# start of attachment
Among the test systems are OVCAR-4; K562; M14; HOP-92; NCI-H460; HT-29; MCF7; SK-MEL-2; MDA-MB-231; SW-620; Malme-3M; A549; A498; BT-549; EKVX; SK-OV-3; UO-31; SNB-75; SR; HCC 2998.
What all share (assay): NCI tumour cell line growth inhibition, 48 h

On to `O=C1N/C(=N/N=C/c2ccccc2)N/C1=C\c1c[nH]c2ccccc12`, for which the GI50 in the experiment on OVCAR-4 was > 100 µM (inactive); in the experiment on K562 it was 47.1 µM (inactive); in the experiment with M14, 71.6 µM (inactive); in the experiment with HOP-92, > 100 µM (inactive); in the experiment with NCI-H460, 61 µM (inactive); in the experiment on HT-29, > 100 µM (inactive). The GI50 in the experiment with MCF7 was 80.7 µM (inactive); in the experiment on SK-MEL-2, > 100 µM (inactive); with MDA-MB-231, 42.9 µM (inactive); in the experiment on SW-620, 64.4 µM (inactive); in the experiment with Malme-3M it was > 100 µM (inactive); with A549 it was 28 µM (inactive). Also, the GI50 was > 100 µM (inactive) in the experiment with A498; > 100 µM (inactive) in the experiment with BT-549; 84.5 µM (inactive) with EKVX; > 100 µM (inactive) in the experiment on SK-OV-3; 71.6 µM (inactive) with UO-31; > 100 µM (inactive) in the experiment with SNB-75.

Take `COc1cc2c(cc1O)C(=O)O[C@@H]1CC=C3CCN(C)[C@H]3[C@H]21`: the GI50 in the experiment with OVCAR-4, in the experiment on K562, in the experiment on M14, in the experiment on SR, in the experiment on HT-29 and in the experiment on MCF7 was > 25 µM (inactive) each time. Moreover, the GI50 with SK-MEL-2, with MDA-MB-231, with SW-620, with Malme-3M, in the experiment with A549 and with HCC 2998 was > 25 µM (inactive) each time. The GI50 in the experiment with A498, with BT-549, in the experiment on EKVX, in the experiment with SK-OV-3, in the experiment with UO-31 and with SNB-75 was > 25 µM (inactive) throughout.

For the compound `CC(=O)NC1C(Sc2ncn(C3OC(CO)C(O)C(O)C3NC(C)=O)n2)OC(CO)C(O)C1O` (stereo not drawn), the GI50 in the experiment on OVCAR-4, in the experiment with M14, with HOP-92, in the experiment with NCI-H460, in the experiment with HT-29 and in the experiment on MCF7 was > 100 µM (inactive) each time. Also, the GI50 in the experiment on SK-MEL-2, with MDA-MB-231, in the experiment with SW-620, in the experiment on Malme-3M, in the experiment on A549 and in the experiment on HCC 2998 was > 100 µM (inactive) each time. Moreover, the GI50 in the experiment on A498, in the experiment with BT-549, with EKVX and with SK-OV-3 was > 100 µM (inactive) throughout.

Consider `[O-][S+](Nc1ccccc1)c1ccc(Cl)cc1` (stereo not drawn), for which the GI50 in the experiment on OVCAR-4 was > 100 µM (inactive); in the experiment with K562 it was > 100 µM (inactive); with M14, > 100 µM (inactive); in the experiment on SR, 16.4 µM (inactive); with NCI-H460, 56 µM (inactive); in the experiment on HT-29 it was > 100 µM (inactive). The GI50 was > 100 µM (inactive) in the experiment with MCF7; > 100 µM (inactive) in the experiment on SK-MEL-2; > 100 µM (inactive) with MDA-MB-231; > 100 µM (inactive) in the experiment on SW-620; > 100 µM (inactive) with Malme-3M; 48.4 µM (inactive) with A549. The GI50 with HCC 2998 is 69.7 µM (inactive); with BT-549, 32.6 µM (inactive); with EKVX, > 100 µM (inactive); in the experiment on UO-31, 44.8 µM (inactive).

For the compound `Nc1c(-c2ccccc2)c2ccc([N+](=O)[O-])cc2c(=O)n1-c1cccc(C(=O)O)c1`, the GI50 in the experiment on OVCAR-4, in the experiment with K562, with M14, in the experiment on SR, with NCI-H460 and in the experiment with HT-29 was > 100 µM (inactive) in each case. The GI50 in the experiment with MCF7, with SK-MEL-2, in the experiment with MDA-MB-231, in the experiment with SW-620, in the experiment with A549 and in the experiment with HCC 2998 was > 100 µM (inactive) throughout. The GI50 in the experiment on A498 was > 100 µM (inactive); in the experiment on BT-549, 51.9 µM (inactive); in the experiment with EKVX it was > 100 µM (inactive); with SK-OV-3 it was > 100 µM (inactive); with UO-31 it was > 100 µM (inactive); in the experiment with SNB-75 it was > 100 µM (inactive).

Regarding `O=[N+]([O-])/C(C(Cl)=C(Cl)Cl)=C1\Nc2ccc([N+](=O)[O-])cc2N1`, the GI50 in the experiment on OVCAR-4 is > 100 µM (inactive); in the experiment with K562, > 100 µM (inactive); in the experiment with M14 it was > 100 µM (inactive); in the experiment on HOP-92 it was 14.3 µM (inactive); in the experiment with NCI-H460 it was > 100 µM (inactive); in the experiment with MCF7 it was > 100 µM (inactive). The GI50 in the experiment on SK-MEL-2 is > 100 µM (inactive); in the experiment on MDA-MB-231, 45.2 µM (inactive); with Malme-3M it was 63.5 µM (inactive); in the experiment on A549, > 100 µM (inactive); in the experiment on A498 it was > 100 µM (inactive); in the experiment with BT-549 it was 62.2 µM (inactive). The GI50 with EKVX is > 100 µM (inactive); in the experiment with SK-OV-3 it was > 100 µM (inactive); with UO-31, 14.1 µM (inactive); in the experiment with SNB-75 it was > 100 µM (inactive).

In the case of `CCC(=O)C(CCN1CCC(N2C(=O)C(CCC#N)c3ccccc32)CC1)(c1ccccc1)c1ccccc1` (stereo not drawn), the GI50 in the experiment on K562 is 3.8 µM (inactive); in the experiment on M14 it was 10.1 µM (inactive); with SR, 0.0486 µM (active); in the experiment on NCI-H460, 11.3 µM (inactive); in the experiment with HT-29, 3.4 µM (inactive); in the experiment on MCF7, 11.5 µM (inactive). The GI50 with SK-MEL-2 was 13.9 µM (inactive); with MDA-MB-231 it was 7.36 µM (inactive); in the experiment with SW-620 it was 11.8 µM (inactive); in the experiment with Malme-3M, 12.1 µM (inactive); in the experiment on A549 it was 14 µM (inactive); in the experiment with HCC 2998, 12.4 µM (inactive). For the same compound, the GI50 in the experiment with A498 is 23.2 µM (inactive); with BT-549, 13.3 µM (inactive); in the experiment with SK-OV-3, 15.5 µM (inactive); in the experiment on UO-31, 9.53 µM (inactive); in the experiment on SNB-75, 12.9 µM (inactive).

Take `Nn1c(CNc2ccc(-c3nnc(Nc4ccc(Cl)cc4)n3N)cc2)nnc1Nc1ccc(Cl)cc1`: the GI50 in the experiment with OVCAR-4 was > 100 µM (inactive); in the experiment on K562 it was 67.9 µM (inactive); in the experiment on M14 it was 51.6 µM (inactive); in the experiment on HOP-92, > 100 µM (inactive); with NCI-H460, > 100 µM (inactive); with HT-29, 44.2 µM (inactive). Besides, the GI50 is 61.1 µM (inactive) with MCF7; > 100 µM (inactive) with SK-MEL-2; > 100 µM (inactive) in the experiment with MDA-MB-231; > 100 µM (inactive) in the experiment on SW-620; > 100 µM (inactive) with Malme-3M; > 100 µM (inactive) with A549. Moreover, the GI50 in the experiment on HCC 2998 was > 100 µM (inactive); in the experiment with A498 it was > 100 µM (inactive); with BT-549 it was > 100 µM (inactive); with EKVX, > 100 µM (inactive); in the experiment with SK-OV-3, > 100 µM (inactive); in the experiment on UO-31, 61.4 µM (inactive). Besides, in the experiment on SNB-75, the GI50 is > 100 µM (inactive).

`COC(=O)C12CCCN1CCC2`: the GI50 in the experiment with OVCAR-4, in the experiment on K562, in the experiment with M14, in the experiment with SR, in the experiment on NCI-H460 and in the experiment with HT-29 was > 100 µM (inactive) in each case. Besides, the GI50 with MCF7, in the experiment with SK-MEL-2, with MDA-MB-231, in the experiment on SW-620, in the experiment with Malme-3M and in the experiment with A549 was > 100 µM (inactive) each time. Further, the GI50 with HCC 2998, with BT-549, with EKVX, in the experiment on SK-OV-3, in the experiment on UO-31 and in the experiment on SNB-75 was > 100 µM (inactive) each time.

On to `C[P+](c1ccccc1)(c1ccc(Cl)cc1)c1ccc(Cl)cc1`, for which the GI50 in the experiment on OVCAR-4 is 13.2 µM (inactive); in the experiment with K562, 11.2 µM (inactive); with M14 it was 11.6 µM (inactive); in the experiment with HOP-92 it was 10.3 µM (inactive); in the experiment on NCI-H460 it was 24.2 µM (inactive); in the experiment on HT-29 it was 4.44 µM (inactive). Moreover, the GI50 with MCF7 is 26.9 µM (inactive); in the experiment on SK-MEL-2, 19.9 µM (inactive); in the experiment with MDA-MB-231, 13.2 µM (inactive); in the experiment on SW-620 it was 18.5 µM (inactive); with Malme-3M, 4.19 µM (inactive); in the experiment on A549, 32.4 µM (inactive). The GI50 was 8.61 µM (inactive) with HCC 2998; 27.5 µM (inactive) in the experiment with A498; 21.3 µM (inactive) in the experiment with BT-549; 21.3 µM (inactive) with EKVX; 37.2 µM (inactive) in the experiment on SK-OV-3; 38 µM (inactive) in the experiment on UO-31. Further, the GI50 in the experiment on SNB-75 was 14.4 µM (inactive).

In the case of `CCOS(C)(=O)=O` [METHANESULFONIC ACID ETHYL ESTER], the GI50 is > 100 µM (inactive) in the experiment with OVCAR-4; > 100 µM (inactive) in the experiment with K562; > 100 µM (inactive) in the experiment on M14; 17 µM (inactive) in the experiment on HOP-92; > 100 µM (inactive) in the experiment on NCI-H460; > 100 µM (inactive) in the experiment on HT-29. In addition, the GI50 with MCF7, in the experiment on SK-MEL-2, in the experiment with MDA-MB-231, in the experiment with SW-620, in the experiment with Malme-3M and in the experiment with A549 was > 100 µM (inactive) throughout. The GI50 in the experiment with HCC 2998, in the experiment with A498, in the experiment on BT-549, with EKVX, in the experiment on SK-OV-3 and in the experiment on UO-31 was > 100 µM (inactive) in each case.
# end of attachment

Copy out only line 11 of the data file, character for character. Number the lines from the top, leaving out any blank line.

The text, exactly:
`COC(=O)C12CCCN1CCC2`: the GI50 in the experiment with OVCAR-4, in the experiment on K562, in the experiment with M14, in the experiment with SR, in the experiment on NCI-H460 and in the experiment with HT-29 was > 100 µM (inactive) in each case. Besides, the GI50 with MCF7, in the experiment with SK-MEL-2, with MDA-MB-231, in the experiment on SW-620, in the experiment with Malme-3M and in the experiment with A549 was > 100 µM (inactive) each time. Further, the GI50 with HCC 2998, with BT-549, with EKVX, in the experiment on SK-OV-3, in the experiment on UO-31 and in the experiment on SNB-75 was > 100 µM (inactive) each time.